There are women who go on to become pregnant after their breast cancer treatment is complete. Options that may be available to you include having fertilized or unfertilized eggs frozen.  These fertility preservation techniques cannot guarantee that you will become pregnant, but advancements in fertility treatments are improving success rates.

If chemotherapy is part of your treatment plan, these fertility preservation procedures will take place before you have chemotherapy. Fertility treatments can take several weeks, and your oncologist may advise against waiting to begin breast cancer treatment. Evidence shows that it can be safe to start chemotherapy up to 12 weeks after surgery. Discuss the timing of your chemotherapy treatments with your oncologist to understand the options available to you and their potential impact on treatment outcomes to help you make an informed decision that’s right for you.

Having eggs or embryosEmbryo:
A fertilized egg in the early stages of development.
frozen begins with taking fertility medications to stimulate your ovaries to develop multiple eggs, which are then removed from your body through the vagina. If you have a male partner, their sperm, or that of a sperm donor, can be used to fertilize your eggs to produce embryos. This is done outside of the body in a lab and this procedure is known as in-vitro fertilizationIn vitro fertilization (IVF):
A fertility procedure that involves removing eggs from a woman’s body, fertilizing them in a laboratory dish, and implanting one or more of resulting embryos in a woman’s uterus.
. Once the embryos have reached a certain size, they will be frozen.  If you wish to become pregnant in the future, one or more of the embryos would be transferred to your uterus. Not all embryos will implant into the uterus, and several attempts may be required.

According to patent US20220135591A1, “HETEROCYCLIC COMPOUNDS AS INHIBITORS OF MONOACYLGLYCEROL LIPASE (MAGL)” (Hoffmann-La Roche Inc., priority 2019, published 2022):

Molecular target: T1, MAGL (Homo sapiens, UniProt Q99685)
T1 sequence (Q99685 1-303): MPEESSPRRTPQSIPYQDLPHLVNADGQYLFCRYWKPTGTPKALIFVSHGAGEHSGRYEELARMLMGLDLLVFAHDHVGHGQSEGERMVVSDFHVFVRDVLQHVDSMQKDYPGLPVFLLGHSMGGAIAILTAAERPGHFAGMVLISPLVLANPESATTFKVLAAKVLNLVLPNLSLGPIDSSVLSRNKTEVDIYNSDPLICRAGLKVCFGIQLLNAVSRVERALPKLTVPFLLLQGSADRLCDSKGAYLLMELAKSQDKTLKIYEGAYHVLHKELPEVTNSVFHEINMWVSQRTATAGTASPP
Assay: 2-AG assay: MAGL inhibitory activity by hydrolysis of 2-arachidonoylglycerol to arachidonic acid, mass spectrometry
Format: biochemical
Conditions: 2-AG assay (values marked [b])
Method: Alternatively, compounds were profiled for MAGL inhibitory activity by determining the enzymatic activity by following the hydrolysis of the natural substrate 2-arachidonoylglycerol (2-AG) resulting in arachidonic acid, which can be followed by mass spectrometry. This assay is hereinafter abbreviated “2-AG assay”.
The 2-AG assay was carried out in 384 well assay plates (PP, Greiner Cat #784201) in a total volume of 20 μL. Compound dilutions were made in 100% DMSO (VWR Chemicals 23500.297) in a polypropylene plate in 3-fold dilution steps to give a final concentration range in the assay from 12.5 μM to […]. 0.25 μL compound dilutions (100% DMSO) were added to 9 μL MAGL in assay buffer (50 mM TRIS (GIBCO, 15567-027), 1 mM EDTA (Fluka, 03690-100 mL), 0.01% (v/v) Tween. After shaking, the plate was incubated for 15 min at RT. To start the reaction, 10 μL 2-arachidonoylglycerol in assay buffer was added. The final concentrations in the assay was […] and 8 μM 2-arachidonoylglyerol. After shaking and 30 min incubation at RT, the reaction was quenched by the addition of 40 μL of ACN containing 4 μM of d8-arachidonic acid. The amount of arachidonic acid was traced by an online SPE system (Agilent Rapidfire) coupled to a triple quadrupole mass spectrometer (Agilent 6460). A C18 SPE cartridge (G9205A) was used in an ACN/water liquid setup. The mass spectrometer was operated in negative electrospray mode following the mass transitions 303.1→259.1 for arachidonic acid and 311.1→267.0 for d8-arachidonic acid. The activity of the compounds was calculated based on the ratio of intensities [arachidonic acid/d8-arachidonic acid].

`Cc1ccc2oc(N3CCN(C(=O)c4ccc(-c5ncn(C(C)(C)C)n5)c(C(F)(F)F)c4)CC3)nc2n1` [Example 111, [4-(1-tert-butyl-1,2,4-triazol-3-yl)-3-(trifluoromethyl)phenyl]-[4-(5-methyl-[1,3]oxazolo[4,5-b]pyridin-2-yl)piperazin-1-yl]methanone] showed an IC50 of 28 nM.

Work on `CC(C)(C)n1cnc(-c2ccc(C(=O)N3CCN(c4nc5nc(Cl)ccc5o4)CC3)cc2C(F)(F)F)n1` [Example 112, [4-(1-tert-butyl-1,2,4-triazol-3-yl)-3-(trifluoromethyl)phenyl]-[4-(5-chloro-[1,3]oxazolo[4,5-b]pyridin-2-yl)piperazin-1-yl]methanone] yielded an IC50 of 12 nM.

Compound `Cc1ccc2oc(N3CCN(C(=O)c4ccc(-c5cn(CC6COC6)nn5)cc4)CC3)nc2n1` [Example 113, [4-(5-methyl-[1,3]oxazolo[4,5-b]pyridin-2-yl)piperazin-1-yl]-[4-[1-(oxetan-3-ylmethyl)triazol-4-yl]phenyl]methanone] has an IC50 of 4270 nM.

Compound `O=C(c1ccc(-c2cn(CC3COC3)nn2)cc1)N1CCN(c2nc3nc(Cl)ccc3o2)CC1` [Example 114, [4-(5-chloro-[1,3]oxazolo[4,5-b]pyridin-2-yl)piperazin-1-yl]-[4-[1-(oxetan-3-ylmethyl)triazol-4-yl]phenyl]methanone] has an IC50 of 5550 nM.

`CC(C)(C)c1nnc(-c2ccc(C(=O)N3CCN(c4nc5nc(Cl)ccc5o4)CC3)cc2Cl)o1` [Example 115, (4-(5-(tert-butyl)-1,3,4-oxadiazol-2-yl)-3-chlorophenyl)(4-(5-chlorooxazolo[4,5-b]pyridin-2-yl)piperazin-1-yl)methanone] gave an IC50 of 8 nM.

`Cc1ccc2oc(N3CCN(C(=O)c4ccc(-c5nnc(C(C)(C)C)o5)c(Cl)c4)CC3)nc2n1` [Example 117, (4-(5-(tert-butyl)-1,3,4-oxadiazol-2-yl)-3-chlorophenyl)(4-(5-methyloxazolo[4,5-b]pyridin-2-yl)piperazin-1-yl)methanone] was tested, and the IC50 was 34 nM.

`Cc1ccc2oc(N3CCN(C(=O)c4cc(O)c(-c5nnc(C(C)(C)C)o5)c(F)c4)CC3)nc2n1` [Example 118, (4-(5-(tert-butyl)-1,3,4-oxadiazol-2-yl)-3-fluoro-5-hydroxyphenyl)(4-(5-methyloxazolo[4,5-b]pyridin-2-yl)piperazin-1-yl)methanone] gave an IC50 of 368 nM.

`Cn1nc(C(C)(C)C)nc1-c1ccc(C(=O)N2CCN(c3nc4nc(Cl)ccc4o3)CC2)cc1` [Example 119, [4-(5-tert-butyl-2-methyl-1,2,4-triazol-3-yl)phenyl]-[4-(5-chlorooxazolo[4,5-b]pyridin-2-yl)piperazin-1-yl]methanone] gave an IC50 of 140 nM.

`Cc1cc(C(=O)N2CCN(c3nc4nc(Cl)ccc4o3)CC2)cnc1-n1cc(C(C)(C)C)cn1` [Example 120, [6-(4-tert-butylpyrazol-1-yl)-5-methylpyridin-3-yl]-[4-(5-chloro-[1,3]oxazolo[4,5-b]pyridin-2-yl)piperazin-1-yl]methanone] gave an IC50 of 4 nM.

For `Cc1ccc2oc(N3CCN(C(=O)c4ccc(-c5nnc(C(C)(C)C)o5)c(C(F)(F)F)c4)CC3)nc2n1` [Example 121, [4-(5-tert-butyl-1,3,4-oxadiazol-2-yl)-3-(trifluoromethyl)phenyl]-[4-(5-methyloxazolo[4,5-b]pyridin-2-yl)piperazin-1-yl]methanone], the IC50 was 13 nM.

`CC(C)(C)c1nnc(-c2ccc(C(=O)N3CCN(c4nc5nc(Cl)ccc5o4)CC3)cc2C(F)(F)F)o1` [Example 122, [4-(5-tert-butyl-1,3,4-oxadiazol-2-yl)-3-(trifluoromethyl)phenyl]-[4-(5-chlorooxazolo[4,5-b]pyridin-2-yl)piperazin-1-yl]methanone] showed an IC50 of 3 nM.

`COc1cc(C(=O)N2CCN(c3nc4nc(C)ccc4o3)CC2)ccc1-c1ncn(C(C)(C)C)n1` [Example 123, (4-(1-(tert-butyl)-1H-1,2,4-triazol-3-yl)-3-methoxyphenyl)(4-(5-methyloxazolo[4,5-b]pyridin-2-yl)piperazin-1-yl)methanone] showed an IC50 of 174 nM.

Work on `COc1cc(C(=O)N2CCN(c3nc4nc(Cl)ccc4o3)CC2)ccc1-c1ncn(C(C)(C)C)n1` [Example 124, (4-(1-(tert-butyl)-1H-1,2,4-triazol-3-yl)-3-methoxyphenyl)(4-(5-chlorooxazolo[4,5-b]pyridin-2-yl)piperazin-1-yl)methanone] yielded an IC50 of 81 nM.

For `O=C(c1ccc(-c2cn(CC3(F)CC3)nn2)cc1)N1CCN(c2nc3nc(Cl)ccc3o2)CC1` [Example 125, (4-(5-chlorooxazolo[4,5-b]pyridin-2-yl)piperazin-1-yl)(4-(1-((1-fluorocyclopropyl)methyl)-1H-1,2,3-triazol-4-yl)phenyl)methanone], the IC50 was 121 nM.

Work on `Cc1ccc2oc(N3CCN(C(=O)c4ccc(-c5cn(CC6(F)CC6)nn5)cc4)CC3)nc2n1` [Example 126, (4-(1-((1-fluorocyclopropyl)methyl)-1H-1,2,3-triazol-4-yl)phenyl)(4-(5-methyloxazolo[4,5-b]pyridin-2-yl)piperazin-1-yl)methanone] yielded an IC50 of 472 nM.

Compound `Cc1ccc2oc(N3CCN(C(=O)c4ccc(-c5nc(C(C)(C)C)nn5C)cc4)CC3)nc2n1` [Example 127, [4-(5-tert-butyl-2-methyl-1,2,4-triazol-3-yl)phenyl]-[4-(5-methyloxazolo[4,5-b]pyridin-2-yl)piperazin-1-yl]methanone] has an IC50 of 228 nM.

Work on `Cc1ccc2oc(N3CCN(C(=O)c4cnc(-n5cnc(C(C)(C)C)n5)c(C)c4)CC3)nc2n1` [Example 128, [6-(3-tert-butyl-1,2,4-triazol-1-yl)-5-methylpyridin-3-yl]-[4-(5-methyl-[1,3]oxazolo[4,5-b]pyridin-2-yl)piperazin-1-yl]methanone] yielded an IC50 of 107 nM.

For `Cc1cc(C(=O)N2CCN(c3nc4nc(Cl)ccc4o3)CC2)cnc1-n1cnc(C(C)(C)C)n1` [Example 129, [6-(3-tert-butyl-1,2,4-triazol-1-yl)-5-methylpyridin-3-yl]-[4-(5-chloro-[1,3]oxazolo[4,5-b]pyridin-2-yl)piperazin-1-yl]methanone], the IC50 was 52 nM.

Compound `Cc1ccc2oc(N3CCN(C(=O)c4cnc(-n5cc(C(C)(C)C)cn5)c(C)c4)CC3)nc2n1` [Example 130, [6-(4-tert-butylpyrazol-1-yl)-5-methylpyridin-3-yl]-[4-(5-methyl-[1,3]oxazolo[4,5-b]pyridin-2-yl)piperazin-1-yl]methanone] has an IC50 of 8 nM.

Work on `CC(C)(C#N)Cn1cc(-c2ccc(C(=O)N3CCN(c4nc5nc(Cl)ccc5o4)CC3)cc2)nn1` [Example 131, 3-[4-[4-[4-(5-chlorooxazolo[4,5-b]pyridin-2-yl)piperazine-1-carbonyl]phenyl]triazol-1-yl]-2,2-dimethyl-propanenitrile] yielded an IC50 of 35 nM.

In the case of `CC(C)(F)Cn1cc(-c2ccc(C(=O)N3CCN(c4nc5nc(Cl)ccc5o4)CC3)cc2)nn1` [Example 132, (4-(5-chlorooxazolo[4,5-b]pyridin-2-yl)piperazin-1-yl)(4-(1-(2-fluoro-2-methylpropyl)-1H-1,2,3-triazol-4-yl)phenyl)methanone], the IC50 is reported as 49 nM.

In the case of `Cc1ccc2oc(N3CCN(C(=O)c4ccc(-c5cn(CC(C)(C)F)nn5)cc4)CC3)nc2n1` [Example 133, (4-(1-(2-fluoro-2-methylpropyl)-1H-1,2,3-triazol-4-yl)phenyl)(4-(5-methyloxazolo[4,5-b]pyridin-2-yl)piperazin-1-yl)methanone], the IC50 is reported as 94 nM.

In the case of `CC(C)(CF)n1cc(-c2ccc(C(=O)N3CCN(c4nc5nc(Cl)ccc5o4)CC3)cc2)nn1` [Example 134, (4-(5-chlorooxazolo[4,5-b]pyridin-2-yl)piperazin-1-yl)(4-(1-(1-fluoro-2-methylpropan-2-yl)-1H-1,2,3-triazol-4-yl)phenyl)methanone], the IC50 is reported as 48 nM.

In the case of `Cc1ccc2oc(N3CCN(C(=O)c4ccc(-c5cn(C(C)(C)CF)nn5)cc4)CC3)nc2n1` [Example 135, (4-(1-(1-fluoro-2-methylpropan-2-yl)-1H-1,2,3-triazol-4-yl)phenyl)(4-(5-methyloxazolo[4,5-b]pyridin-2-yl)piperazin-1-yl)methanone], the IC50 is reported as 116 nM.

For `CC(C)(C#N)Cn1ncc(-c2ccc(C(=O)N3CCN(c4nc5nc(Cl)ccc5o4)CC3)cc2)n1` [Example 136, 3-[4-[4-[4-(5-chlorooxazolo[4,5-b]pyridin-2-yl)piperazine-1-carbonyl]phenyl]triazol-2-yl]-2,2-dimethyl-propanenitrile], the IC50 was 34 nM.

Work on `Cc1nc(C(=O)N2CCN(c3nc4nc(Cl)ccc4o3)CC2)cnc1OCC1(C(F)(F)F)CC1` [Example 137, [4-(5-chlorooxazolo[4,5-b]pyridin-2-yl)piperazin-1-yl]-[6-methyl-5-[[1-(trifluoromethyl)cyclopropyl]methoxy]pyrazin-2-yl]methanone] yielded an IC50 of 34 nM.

Having unfertilized eggs frozen is another option.  If you wish to become pregnant in the future, your eggs could then be fertilized with your partner’s sperm or donor sperm. This process is the same as in-vitro fertilization.  Having embryos frozen tends to be slightly more successful at achieving pregnancy than freezing unfertilized eggs, which can be damaged by the cold temperatures. As fertility treatments become more advanced, success rates are likely to improve.

It is important to ask your health care provider about options to preserve your fertility as soon as possible after you are diagnosed, even before you see a medical oncologist. It not only gives you more time to make a decision, but has some medical advantages. It may avoid the need for treatment delay, and allow for extra cycles of ovary stimulation to obtain healthy eggs.

An important factor that may influence your decision to undergo fertility preservation is the cost associated with the procedure and storage of eggs and embryos. There are organizations, such as Fertile Future, which provide some financial support toward these procedures for individuals with cancer. You can also speak to your health care provider or a social worker who may be able to direct you to other resources available to you.

If you are a woman diagnosed with breast cancer during your child-bearing years, and wish to become pregnant in the future, speak with your health care team for advice.  As you weigh the benefits and risks of different treatment options, you may wish to include fertility concerns in your decision making process.


Cancer Research UK. Women’s fertility and chemotherapy. Accessed January 15, 2014.

Infertility Awareness Association of Canada. Freezing and Fertility: What’s it all About? Accessed January 15, 2014.